Trends News

Page 11 of Click Green's Trendsnews archive


Trends News


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Western Europe has highest global risk of a nuclear disaster, new study warns
(Tue 22/05)
Catastrophic nuclear accidents such as the core meltdowns in Chernobyl and Fukushima are more likely to happen than previously assumed, according to new research.

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Posh neighbourhoods are damaging to bees, new research suggests
(Thu 17/05)
Poorer neighbourhoods are a bee paradise compared to richer suburban areas where the pressure to ‘keep up with the Joneses’ often means gardens have manicured lawns and rows of regimented bedding plants that usually

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Study analyses environmental impact of unused medication
(Thu 17/05)
A new study suggests that dumping old or unneeded medications in the bin can may be the best way to reduce the environmental impact of the 200 million pounds of pharmaceuticals that go unused in the US each year.

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Pioneering system could slash future costs of carbon capture & storage
(Tue 15/05)
Researchers have developed a system to produce pure carbon dioxide from the burning of fossil fuels in power stations, which will make it easier and cheaper to tackle using carbon capture and storage technology.

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Forest-sourced biofuel is bad for the environment, new study warns
(Mon 14/05)
A new study from the University of California, Davis, provides a deeper understanding of the complex global impacts of deforestation on greenhouse gas emissions.

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Paint particles could be plan B to protecting the planet
(Fri 11/05)
Dispersing fine light-scattering particles into the upper atmosphere could help to combat climate change, suggests a former UK government advisor and chemical engineer.

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Biodiversity loss is as damaging as climate change and pollution
(Thu 03/05)
Loss of biodiversity appears to affect ecosystems as much as climate change, pollution and other major forms of environmental stress, according to results of a new study by an international research team.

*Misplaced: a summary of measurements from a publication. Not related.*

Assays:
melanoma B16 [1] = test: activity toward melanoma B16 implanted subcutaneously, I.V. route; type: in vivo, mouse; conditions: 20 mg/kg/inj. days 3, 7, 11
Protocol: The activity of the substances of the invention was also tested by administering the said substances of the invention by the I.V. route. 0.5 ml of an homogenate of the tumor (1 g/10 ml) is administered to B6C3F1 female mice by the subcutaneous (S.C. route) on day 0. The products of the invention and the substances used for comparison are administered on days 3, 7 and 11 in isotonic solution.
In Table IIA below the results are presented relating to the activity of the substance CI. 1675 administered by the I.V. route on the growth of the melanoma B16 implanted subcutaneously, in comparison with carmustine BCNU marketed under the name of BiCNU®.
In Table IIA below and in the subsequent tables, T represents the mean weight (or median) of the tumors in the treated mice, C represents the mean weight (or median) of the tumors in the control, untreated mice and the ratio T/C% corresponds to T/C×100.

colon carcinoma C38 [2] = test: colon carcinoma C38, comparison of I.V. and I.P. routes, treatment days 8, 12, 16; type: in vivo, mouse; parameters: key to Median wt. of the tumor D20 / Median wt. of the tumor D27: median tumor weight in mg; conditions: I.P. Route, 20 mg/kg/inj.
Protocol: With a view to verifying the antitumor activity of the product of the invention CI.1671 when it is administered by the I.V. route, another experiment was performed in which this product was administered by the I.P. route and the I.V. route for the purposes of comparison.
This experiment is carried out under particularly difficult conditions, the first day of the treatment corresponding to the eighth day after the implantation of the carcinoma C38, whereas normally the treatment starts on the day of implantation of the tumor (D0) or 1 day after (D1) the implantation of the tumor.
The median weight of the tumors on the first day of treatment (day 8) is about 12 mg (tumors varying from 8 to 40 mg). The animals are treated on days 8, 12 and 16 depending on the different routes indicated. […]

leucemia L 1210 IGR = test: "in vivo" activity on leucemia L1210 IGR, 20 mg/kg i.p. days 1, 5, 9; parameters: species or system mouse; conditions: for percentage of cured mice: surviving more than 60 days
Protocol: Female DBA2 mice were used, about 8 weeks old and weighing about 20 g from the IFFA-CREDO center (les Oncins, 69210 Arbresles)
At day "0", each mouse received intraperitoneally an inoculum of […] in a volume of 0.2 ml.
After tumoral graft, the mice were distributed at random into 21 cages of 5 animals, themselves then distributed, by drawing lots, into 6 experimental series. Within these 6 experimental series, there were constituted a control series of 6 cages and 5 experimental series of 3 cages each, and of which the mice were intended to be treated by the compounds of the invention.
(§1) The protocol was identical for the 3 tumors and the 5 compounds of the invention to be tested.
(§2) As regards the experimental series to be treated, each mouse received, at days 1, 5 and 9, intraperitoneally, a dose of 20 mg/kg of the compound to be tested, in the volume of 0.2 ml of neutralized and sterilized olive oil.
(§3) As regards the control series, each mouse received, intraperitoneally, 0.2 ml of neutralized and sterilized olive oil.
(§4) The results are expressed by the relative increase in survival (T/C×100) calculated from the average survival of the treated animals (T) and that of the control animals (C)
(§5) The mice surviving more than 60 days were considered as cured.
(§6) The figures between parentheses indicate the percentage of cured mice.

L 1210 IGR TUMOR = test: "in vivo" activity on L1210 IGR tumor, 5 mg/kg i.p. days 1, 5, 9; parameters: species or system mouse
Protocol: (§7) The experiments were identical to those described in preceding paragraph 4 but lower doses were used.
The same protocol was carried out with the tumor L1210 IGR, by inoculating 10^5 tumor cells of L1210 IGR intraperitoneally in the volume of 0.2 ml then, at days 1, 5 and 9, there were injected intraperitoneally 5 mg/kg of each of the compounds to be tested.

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Seven-year shift as climate change moves mountain plants uphill
(Wed 25/04)
Global warming is causing mountain plants to migrate to higher altitudes in the space of just seven years, new research has revealed.

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Rivers flowing into the sea offer vast potential as carbon-free energy source
(Thu 19/04)
A new genre of electric power-generating stations could supply electricity for more than a half billion people by tapping just one-tenth of the global potential of a little-known energy source that exists where rivers fl

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Study finds Greenland's ice cover is sliding into the ocean
(Tue 17/04)
Like snow sliding off a roof on a sunny day, the Greenland Ice Sheet may be sliding faster into the ocean due to massive releases of meltwater from surface lakes, according to a new study by the University of Colorado Bo

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Thawing permafrost study provides new clues to climate change
(Mon 09/04)
Thawing permafrost more than 50 million years ago may have led to extreme global warming events, according to new research.

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Satellite study reveals a decade of huge ice loss in Antarctica
(Thu 05/04)
As the European Space Agency’s Envisat satellite marks ten years in orbit, it continues to observe the rapid retreat of one of Antarctica’s ice shelves due to climate warming.

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Birds sing louder than 30 years ago to be heard over city din
(Tue 03/04)
Bird song is rising in volume after a new study found astonishing changes over the past 30 years.

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Europe's SME shift to a green economy is gaining strength
(Wed 28/03)
More than a third of European SMEs now have at least one full or part-time green employee, according to the latest Eurobarometer survey on "SMEs, resource efficiency and green markets".

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Global city sprawl to nearly double within 20 years, experts warn
(Tue 27/03)
Unless development patterns change, by 2030 humanity's urban footprint will occupy an additional 1.5 million square kilometres - comparable to the combined territories of France, Germany and Spain, say experts at a majo











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